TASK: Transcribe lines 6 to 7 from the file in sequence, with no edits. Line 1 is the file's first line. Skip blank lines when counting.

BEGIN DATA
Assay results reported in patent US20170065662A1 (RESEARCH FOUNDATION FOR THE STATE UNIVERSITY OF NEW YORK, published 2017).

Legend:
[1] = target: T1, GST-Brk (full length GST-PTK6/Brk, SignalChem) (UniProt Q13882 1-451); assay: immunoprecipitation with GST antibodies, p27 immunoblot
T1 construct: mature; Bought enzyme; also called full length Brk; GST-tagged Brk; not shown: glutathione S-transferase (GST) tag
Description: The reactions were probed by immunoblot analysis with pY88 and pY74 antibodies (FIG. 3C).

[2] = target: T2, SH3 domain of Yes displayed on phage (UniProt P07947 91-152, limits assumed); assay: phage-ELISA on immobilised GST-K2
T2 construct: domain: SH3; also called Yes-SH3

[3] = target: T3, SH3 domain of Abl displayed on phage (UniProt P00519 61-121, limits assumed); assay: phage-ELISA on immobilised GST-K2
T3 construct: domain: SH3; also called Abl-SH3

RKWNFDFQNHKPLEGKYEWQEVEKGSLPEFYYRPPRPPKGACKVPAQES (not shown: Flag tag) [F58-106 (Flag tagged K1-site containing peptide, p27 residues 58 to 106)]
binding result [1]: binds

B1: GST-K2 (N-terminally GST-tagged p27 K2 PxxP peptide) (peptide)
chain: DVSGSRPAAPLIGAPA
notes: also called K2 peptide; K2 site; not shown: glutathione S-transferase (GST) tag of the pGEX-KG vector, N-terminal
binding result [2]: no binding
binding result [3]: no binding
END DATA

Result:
[2] = target: T2, SH3 domain of Yes displayed on phage (UniProt P07947 91-152, limits assumed); assay: phage-ELISA on immobilised GST-K2
T2 construct: domain: SH3; also called Yes-SH3